There’s plenty of reasons why workers deserve a raise. Heck, the one percent gives itself a raise every chance it gets while median household income fell more than 20 percent since 2001. The federal minimum wage ($7.25) hasn’t been raised in six years.
- It’s good for families. According to economist James Galbraith, a higher minimum wage would increase the income of 28 million working Americans, especially for women who tend to work lower wage jobs than men. More family income means some choosing to retire or go back to school, creating more job openings for those who need work. And more revenue from payroll and income taxes would also help bring down the deficit.
- It’s good for the economy. A higher minimum wage means putting more money into the hands of those who actually spend it. Working Americans – not the super-rich who like to hoard their wealth and stow it away in a tax shelters overseas – are the ones who put their money back into the real economy.
- It helps people get out of debt. That’s because more money for workers means less money going toward the unproductive, shadow economy of finance, insurance, and real estate. Since deregulation took hold in the 1970s, more of the national income has been funneled into the pockets of the one percent who like to gamble with our money in the Wall Street casino, putting workers in debt.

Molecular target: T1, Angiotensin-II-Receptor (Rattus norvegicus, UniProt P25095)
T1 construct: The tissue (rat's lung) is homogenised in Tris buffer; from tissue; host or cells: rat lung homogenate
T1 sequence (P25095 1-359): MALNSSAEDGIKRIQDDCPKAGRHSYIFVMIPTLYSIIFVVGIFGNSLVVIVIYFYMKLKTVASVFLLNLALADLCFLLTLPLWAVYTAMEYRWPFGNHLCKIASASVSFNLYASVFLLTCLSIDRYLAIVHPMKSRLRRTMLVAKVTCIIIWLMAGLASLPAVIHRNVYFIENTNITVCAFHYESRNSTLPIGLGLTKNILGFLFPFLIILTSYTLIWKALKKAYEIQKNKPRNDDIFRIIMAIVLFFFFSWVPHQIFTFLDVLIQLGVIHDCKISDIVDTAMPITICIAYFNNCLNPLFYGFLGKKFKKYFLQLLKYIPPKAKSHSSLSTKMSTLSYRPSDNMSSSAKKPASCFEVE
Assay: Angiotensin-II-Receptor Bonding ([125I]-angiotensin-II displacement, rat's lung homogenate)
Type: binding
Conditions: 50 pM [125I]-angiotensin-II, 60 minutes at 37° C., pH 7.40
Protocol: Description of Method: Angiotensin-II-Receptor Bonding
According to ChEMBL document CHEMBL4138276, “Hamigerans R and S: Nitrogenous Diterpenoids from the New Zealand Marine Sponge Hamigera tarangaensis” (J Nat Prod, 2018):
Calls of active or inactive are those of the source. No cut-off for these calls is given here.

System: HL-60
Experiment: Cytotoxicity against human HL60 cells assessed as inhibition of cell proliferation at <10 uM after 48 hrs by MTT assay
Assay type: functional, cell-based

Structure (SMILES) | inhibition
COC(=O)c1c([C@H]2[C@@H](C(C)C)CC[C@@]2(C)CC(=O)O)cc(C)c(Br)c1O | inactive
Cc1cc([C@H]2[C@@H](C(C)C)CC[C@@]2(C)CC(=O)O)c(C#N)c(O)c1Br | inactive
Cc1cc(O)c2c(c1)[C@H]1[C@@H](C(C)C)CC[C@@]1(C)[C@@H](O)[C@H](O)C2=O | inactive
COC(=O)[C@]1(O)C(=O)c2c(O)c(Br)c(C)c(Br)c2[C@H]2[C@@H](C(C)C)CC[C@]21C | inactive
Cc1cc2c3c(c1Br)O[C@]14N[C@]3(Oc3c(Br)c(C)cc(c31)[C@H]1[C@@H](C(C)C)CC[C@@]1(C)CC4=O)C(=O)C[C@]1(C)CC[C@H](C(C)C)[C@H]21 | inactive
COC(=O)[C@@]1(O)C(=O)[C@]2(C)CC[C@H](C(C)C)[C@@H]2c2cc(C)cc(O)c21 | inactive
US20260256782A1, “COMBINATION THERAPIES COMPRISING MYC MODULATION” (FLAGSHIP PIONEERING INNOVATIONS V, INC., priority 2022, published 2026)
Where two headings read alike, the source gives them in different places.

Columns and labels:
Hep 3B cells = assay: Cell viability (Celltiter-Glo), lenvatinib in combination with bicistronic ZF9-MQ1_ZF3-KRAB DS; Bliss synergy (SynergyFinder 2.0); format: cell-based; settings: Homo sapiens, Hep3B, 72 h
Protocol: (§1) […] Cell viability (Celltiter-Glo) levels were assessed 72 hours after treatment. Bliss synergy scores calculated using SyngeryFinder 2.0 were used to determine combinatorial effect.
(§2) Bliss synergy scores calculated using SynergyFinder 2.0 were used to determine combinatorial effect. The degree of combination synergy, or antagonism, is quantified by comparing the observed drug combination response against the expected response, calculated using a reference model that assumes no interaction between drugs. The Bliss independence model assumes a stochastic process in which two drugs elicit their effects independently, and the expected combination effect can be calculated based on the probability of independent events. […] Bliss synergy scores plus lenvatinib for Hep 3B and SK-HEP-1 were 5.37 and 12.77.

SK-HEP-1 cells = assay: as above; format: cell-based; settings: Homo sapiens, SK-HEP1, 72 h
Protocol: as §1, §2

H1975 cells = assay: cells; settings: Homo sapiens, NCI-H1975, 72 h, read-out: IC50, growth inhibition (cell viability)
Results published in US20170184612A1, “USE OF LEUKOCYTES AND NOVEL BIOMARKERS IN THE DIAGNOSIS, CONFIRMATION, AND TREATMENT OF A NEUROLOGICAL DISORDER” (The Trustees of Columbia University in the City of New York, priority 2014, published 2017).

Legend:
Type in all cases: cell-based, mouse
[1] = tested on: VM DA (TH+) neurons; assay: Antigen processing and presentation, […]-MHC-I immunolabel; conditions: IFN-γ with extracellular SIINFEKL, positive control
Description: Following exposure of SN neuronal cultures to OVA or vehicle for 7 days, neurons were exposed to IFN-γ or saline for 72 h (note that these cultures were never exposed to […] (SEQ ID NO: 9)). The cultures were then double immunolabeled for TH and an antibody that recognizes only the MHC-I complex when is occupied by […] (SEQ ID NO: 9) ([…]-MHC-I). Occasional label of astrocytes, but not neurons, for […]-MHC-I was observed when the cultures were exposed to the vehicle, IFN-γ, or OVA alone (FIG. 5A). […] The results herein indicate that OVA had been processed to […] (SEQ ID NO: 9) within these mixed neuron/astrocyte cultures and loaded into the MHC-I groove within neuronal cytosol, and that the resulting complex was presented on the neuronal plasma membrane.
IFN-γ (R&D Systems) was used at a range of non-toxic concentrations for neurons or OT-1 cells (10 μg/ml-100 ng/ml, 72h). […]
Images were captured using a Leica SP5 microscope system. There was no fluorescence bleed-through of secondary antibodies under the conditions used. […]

- It protects workers from abusive employers. A higher minimum wage would give bosses less power to exploit low-wage labor like undocumented workers. That also means less downward pressure on wages in general.
- It delivers justice for working people. Raising the minimum wage is the least we can do to restore some fairness for workers who have been robbed by 30 years of class warfare orchestrated by the one percent. It’s one of many overdue reparations owed to working Americans.
As Auerback writes in his piece, increasing the minimum wage would do even more for the middle class than token tax hikes on the super-wealthy:
This is far more sensible policy than symbolic nods to the left through gimmicks such as the so-called Buffett Rule, which might raise new revenues from the mega-wealthy through taxes, but will likely amount to very little because gazillionaires can hire clever accountants to help them get around it. No, we need policies that clearly do something for hard-working people who have been clobbered by a financial crisis they didn't create.
Several states are pushing measures to raise the minimum wage, including Massachusetts, which is looking to move it up to $10 per hour.
Workers came out in dozens of cities nationwide last week demanding an increase in the federal minimum wage, part of a coalition campaign led by SEIU, AFL-CIO and other groups.